Niagara Gazette — EDITOR'S NOTE: This is the second part of a two-part series of columns. The first part ran this past week and can be found on our website.
Like the housing bubble and the internet bubble that preceded it, the higher education bubble will see its false prosperity come to an end in the coming years. Unlike them, it won’t pop with violence that will send the economy into a deadly tailspin. Instead, it will crack and its contents will escape gradually, having a collection of harmful — and even helpful — effects on the economy.
This can be said with confidence because we are dealing with an entirely different animal.
The housing and internet bubbles popped so powerfully because there were no controls in place — the bubbles behaved as they should have in a free market.
The student loan industry, on the other hand, is no longer a free or mixed market. Since nearly all loans are issued by the government, it used its power to change the game and protect its interests in 1998 by making it law that student loan borrowers could not declare bankruptcy and absolve themselves of their financial obligation unless they could make a case for undue hardship. This is quite unlike the housing crash when hundreds of thousands of mortgage holders declared bankruptcy and left financial intuitions and taxpayers on the hook for trillions of dollars. So, gone is the possibility of freefall that made the Great Recession so horrific.
Even so, there will be significant financial and fiscal repercussions in the long-term … 18 years down the road to be exact.
Today’s students are participating in an outsized educational marketplace fraught with bloated price tags that has started to produce minimal return on investment. A significant portion of the under-35 workforce is claiming underemployment (citing a weak economy), when in reality, they are victims of over-competition (too many college educated workers), and a mix of over-qualification and under-qualification (too many degrees that don’t fit the needs of the economy).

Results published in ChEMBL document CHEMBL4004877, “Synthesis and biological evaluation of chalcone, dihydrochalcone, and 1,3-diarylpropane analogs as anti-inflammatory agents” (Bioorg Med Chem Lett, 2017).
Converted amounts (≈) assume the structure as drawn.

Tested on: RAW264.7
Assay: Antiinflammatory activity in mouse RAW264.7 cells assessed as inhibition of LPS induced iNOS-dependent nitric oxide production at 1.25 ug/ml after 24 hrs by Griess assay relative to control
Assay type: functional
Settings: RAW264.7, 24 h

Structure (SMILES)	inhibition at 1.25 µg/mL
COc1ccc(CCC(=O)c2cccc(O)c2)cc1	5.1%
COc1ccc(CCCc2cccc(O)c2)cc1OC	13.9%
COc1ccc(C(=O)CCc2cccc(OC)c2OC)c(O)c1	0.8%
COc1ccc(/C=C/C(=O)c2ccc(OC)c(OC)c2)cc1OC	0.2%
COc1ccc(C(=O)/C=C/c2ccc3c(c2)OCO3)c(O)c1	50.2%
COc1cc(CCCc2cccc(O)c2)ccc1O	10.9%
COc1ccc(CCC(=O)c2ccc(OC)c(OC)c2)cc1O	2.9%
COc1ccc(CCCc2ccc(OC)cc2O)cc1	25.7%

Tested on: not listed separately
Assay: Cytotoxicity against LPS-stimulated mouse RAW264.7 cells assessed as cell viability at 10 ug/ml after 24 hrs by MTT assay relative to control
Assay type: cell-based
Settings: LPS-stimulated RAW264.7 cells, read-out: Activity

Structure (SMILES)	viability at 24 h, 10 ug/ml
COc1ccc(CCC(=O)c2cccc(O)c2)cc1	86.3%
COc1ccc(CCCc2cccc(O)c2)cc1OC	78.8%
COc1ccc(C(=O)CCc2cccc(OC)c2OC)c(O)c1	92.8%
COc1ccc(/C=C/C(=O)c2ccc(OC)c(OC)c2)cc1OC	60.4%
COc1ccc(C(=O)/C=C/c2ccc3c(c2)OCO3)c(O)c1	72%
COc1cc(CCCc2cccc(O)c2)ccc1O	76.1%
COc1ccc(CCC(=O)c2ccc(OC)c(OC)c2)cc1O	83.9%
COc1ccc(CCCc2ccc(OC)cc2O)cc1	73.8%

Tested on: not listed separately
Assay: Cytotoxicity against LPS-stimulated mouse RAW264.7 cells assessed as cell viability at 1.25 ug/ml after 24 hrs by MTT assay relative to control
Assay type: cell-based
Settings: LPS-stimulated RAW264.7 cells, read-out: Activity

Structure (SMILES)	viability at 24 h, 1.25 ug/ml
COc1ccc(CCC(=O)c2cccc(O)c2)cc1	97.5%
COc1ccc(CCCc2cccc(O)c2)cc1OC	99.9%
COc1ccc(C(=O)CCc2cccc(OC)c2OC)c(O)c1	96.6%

So, how will they ever pay back their student loans? They won’t. In 2011, the Department of Education launched “Pay As You Earn” (PAYE). Under this program, loan holders will see their payments cap out at 10 percent of their annual discretionary income and, after 20 years, the loan balance will be forgiven. Come 2031 we will see the first of these forgiven loans hit the US Treasury to the tune of billions of dollars (I wrote about PAYE in 2012. Read the column here: tinyurl.com/ConferPAYE).
That harmful effect on our nation’s balance sheet will wane over time, though, because the college boom is setting itself up from a huge drop off in demand over the next few years. As I mentioned in last week’s column, universities are overpriced as a result of students’ easy access to money (government loans). Believing that an unlimited supply of candidates and money exist, the schools are charging what they can get away with. Those days are numbered.
The recession made Americans regain a sense of financial knowhow and they can see that these huge bills for tuition, dorms and books aren’t worth it. That’s why 70% of young Americans enter college, but only 31% of them ever complete a degree – 1 or 2 years is painful enough. One can expect that 70 percent trial rate to plummet over the next few years.
The fall has likely started. Look at how many colleges are now running campaigns to try to regain some of the money they’ve “lost” or how many are cutting some jobs to adjust to the recent slackening in demand. Those are immediate adjustments. Long-term efforts will see falling or stagnant tuitions, downsized colleges, and massive cost-cutting across the board, making tens of thousands of faculty, staff, and support unemployed across the U.S.
That’s a bad thing, right? For them it is, but there will be a positive effect on the economy. As I wrote in 2010 (tinyurl.com/ConferGenX), Generations X and Y are a whole decade behind in their attainment of the rewards of adulthood (like a home and children), because they have to pay off their student loans. Take away that burden, and they can, at a reasonable age, buy things that they normally wouldn’t under the burden of student loans. While higher education might suffer, retail, housing, automotive, and other industries will get a shot in the arm. In this case, the economy won’t miss a beat and might actually improve as the bubble cracks.
The next five years (and then again 18 years out) should prove interesting as we watch a decline in higher education and the rewards and pain that come from it.Bob Confer is a Gasport resident and vice president of Confer Plastics Inc. in North Tonawanda. He also writes for the New American at TheNewAmerican.com. Follow him on Twitter @bobconfer and e-mail him at firstname.lastname@example.org.